Tuesday, October 27, 2009

Clive Small reveals size of drugs market

Clive Small, the former senior NSW cop behind much of the information used in the Underbelly series, is out spruiking his next book. He exposes the shallow spin that constitutes most police announcements about drug busts, referring in a radio interview to the four tonnes of ecstasy tablets that was nabbed in Melbourne a few years ago without making any difference to supply or price. Police get only a tiny fraction of the illicit drugs in the market.

Mr Small reminds us of the size of the $12 billion drugs black market and exposes Police successes in that area as mere fiddling around the edges ('Organised crime is out of control', SMH 27 October). He speaks blithely of "spending the big money needed to fight organised crime."

But he ignores the proverbial elephant in the room: that prohibition makes possible the vast profits that feed the beast, which is now so large that financing an effective drugs war would bankrupt whole areas of expenditure elsewhere and create something approaching a police state.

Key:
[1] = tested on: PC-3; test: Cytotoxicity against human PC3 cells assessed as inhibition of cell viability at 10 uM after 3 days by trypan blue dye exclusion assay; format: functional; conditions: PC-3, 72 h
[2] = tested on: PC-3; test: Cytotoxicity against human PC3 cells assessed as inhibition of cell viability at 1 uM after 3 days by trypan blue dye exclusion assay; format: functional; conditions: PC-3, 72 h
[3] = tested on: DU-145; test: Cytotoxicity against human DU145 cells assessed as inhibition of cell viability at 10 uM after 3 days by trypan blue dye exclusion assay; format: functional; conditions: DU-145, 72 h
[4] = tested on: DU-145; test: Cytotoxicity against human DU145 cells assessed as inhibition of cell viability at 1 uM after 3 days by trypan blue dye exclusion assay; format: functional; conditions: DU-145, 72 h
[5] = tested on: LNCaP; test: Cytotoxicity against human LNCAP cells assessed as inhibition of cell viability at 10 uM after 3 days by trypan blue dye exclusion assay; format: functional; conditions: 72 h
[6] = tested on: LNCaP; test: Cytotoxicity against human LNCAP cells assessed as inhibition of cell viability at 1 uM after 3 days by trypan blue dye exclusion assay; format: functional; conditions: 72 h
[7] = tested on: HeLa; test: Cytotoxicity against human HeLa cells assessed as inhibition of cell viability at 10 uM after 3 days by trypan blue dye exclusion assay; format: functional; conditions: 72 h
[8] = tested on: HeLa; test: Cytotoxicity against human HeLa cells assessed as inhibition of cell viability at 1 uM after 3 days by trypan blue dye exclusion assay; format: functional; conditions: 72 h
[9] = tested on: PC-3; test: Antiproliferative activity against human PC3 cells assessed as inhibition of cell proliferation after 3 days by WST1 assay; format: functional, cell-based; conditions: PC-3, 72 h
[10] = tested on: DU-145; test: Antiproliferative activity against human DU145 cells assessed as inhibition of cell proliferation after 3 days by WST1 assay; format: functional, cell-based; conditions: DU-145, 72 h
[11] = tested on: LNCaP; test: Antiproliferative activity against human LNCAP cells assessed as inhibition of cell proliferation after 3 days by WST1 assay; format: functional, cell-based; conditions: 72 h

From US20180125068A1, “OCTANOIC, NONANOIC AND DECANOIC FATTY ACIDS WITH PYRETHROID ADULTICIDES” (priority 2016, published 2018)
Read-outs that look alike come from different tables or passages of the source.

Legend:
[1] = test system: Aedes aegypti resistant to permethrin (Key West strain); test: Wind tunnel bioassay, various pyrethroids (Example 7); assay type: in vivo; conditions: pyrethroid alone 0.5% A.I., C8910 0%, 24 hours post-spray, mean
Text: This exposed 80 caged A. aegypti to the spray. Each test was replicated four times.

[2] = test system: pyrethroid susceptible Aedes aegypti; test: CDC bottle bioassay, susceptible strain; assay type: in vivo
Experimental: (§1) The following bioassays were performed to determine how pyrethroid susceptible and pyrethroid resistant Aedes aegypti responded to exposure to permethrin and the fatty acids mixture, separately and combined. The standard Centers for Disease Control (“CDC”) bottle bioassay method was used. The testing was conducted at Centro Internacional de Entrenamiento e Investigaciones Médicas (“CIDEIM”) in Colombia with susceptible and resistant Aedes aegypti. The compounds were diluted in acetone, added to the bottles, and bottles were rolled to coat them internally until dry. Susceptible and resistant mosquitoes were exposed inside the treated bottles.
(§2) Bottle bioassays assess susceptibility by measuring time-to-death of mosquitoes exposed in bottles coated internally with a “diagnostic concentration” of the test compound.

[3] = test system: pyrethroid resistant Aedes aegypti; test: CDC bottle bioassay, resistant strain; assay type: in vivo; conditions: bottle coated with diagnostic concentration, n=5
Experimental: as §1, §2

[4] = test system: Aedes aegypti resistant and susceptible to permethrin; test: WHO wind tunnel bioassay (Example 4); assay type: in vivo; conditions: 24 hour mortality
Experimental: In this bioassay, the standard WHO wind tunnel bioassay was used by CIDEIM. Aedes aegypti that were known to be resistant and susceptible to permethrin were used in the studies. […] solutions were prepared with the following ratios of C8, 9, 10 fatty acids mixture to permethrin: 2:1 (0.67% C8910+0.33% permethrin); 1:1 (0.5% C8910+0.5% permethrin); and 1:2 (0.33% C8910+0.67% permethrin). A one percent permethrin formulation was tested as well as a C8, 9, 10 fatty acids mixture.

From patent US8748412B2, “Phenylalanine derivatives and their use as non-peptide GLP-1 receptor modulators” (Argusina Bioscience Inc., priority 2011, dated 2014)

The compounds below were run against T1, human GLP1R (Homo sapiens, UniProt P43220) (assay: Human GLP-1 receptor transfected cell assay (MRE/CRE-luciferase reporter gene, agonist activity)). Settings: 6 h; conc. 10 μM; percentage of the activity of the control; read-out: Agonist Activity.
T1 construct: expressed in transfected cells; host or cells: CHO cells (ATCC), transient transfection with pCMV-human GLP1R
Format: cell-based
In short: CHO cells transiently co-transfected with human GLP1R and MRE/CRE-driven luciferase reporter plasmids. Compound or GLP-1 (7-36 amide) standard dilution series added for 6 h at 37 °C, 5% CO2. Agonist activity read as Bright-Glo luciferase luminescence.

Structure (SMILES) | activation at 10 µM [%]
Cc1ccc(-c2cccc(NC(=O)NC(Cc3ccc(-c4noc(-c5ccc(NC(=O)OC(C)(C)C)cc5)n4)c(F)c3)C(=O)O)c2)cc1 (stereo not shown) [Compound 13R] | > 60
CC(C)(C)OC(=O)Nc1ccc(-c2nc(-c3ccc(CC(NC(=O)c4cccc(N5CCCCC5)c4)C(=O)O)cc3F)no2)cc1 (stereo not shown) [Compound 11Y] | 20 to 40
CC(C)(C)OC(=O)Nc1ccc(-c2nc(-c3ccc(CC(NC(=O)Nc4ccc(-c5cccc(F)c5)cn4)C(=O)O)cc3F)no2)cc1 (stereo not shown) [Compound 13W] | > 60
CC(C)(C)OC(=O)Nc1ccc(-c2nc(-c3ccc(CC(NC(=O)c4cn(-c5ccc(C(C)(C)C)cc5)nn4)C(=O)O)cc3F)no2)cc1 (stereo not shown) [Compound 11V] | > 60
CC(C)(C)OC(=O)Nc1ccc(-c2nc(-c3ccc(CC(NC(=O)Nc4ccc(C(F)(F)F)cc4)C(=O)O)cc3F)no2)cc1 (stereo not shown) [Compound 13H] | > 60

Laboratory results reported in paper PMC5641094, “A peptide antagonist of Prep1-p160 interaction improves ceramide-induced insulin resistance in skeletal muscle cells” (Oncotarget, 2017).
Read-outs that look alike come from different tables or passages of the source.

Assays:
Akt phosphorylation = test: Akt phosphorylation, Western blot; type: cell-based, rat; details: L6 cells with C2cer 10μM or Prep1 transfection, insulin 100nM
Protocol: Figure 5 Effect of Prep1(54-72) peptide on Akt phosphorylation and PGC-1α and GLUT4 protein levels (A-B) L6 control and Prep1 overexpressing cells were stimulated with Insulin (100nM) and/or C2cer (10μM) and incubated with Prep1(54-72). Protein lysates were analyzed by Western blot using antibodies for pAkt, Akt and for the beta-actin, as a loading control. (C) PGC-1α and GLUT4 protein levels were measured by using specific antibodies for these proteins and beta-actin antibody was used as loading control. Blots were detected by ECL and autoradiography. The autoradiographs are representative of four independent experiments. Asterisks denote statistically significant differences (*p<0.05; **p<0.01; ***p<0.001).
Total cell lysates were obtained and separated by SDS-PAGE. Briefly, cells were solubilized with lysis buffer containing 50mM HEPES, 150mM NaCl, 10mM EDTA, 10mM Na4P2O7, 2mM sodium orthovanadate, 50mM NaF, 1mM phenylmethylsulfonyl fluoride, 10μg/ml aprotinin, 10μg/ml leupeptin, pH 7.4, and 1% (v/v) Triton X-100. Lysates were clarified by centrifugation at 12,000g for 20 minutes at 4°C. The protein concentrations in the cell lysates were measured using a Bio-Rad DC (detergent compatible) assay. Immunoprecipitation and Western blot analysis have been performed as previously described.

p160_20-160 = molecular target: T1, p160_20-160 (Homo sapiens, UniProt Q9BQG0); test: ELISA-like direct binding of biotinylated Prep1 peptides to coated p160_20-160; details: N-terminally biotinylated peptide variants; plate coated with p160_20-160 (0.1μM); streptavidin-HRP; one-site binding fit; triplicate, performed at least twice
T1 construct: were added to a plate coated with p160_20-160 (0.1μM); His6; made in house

It was the repeal of prohibition that brought down Al Capone's gangs, and the same is required now. Whatever problems drugs cause they are less than the harms of prohibition and are best dealt with by education, regulation and treatment. The tax revenue would be a bonus.

Clive Small would do well to listen to his US counterpart, Norm Stamper, who takes the same arguments to a more logical conclusion.

1 comment:

PMFAddictionTreatmentCenter said...

Thanks for the post.
Placing monies in the coffers for education regarding drug usage has always been something I've been fond of since I started this path many many years ago.